Leading change

Unisa academic develops new theory to teach technology education

Technology Education teachers Ms Mongadi and Mr Mpheroane explore the theme Electrical Technology with their learners. On display are learners’ creative and innovative tasks, where they have used waste materials to develop these electrical-based projects. These range from handmade cardboard torches to series and parallel circuits.

Through his community engagement project called Sustaining the teaching of Technology Education (TE) through Action Research at Soshanguve East Secondary School in Thornview, Gauteng, Prof Tomé Mapotse, from Unisa’s College of Education (CEDU), has developed a new Technology Education Cascading Theory. Mapotse’s groundbreaking theory has been published on the global information systems Springer Technology Education publications domain.

Technology Education Cascading Theory—‘each one, teach one’

The theory is anchored in the philosophy of ‘each one, teach one’. For instance, in year one, Mapotse becomes an Action Research (AR) practitioner while the Technology Education (TE) teachers are participants. In year two, Mapotse becomes the AR facilitator, School 1 TE teachers become AR practitioners, while School 2 TE teachers become participants. Lastly, as depicted in Table 1, in year three, Mapotse becomes a participant observer, TE teachers in School 1 become AR facilitators, those in School 2 become AR practitioners, and the ones in School 3 come to the programme as participants. What is more crucial is that in year one, the TE teachers are taken through the AR process and in year two, they engage with their peers from another school in action learning (AL) activities.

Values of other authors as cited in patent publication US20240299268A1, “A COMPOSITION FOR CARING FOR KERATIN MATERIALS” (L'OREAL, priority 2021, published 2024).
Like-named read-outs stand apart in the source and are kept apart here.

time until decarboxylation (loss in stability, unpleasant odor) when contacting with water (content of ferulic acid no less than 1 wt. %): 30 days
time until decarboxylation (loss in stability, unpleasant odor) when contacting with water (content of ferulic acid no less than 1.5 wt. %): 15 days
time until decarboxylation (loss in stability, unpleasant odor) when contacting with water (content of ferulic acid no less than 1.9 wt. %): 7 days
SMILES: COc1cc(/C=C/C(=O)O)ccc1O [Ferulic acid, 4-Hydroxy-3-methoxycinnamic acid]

“The reason for being a participant-observer is to observe how TE teachers present specific topics to their colleagues. This training sharpens their Technology Education theme delivery. If teachers are able to present to their colleagues, they will be confident enough to present in front of their learners,” said Mapotse.

Table 1: Symbolic structure of Technology Education Cascading Theory

Year Technology Education teachers as AR participants
School 1 School 2 School 3
Year One 3 participants
Year Two 3 practitioners 2 participants
Year Three 3 facilitators 2 practitioners 11 participants

Community engagement project replicated in Limpopo

The community engagement project empowers grade 7-9 technology educators to implement the work schedule as prescribed in the school curriculum. The project is currently being implemented at six schools based in Ga-Matlala, Limpopo.

Mapotse is working with his team of Prof Mishack Gumbo, Elliot Ndlovu, and Dr Khazamula Maluleka. The project involves six teachers from primary schools and six teachers from secondary schools. In addition to developing a theory, Mapotse has also published three book chapters through his community engagement activities.

Prof Tomé Mapotse

*Submitted by Achieve Ubisi